Insights and Opportunities
Overview: Norway and its Nordic neighbors are considered world leaders in the use of renewable energy, clean technology and alternative fuels. The governments are inclined to invest in energy research, providing tax benefits, funded expansion plans, electricity certificate programs and production incentives for the increased use of alternative fuels and renewable energy. Norway has accepted a number of international commitments to reduce emissions (including carbon dioxide, such as the Kyoto Protocol). These numerous commitments have proven to be a challenge for Norway, given its role as the world’s fifth largest exporter of oil and the third largest exporter of natural gas. However, in a political agreement in January 2008 between the Norwegian Government and the opposition parties in the Norwegian Parliament, the following ambitious climate change goals were stated:
Norway intends to cut the global emissions equivalent to 100% of its own emissions by 2030, aspiring to become a carbon neutral nation. By 2020, Norway plans to reduce global greenhouse gas emissions by the equivalent of 30% of its own 1990 emissions. Norway will strengthen its Kyoto commitments by 10 % points, corresponding to nine percent below the country's 1990-level.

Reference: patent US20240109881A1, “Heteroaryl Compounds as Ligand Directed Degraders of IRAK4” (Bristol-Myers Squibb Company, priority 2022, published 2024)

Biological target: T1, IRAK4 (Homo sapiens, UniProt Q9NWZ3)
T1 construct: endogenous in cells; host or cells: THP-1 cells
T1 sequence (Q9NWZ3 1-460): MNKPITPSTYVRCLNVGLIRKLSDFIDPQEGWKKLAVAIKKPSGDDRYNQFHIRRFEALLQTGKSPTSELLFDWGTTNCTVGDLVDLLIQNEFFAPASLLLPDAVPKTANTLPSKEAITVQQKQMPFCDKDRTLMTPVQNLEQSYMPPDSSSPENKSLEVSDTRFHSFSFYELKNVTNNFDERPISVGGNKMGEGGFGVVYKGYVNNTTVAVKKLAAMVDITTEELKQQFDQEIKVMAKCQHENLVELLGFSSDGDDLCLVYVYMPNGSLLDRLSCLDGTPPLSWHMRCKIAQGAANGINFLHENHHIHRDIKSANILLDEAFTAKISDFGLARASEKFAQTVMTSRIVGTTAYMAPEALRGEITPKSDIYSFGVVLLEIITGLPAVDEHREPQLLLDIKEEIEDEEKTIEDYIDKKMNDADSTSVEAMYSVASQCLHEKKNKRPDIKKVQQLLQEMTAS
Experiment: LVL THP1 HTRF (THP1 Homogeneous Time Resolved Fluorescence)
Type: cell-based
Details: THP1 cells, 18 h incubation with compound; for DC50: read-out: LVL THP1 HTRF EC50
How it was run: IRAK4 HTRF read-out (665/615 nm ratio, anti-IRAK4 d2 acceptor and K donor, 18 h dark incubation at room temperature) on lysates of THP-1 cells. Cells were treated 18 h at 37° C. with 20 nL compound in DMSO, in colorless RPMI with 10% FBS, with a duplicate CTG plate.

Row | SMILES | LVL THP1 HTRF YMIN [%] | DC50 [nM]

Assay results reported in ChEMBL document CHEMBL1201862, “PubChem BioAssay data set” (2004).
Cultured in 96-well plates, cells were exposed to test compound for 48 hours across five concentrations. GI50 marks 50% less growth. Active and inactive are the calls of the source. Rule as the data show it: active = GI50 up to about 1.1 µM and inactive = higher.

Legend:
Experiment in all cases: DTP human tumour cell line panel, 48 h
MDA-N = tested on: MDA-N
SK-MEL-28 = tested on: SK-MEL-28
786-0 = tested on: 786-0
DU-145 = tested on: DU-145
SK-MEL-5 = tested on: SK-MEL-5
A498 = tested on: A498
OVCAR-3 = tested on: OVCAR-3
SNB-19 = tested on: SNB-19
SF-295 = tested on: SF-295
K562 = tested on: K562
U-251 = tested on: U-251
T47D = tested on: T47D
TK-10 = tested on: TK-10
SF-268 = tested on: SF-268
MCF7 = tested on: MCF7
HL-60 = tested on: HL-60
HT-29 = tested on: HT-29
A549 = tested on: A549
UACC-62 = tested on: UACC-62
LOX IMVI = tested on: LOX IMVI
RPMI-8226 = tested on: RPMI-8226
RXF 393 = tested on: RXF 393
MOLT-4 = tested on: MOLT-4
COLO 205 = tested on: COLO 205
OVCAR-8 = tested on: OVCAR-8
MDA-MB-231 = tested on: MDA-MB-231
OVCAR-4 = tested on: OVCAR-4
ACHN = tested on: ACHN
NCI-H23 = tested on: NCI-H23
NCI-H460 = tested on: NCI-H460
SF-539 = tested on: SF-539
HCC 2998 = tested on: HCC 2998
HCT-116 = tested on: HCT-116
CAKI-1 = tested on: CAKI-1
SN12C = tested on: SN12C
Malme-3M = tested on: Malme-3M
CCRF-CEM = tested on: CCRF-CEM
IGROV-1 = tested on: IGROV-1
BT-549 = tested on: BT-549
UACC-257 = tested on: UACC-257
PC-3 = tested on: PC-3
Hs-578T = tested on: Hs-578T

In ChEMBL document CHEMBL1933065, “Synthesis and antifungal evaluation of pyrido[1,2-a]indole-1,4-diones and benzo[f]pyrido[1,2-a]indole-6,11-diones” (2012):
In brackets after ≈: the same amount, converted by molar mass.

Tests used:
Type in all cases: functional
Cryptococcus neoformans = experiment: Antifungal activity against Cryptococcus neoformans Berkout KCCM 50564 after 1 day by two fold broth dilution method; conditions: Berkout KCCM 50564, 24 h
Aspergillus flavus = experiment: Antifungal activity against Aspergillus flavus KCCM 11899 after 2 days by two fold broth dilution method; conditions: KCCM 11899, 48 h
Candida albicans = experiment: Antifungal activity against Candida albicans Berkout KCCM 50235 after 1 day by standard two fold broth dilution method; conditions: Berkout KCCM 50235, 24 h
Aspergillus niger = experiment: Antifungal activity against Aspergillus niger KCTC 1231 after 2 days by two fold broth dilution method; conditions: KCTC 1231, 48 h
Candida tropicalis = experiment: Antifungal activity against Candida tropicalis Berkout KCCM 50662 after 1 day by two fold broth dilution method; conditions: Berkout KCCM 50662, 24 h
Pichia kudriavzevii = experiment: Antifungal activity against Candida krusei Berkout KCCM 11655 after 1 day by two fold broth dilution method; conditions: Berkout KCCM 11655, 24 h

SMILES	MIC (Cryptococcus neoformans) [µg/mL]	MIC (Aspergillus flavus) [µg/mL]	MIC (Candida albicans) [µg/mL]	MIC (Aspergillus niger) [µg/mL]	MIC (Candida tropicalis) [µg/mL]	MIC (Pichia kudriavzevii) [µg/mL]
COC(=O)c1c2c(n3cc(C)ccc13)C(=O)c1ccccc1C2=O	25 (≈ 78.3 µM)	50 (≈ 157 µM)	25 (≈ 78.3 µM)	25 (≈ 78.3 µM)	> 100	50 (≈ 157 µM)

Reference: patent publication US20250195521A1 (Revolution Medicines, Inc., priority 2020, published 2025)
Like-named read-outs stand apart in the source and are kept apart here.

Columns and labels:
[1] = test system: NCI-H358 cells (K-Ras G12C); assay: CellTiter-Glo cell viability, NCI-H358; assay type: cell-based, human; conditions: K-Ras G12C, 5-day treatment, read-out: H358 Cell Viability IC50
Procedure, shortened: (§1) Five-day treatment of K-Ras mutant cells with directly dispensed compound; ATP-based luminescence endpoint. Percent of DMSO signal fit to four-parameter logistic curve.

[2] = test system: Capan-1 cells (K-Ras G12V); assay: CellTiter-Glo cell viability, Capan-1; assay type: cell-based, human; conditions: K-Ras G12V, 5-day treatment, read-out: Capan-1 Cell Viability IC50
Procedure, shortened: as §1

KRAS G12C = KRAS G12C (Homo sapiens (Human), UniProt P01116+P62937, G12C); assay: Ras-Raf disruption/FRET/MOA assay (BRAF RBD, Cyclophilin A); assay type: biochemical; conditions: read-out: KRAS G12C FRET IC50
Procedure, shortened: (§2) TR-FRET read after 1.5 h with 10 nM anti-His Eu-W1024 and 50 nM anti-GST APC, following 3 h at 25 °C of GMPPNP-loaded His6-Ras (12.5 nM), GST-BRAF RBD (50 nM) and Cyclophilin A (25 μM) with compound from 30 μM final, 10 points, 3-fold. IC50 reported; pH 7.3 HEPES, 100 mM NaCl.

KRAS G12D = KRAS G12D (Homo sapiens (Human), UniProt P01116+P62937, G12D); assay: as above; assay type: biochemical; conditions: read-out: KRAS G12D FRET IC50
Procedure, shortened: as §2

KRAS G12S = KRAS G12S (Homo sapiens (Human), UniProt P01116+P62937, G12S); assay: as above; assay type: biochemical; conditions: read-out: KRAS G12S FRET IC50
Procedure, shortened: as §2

Norway has a higher share of renewable electricity than any of the EU member states, and the Ministry of Petroleum and Energy indicated a domestic target of 90% renewable electricity by 2010. This calls for significant renewable electricity production increases. Norway has the world's largest per capita hydropower production, and is the world's sixth largest hydropower producer. In a year with normal precipitation, hydropower generation is around 120 TWh, corresponding to approximately 99% of Norway's total power production. Norway considers itself a global environmental champion and is on the leading edge of several clean energy technologies, especially concerning carbon capture and storage (CCS). Production of power and other use of fossil energy are the largest sources of greenhouse gas emissions. Capture of CO2 and storage of CO2 in oil/gas reservoirs and geological formations emerge as potential measures to reduce global emissions. Norway aims to make full-scale CCS a reality.
The Norwegian Government's CCS goals are ambitious. The commitment to develop gas-fired power stations with CCS in Norway is a centerpiece of Norway’s energy policy. If successful, Norway will achieve a more secure energy supply and through technology development contribute to reductions in greenhouse gas emissions. The Government has also set a long-term collective goal of 30 TWh of increased renewable energy production and energy efficiency from 2001 to 2016. There is considerable interest in building wind power stations, and there are a number of smaller hydropower projects ready for development. This commitment is good news for the growing number of firms creating cutting-edge technology in the areas of hydrogen, solar, wind, tidal and osmotic power, as well as biofuels. Developing and marketing these products will demand a coordinated approach and attention from both the public and private sector.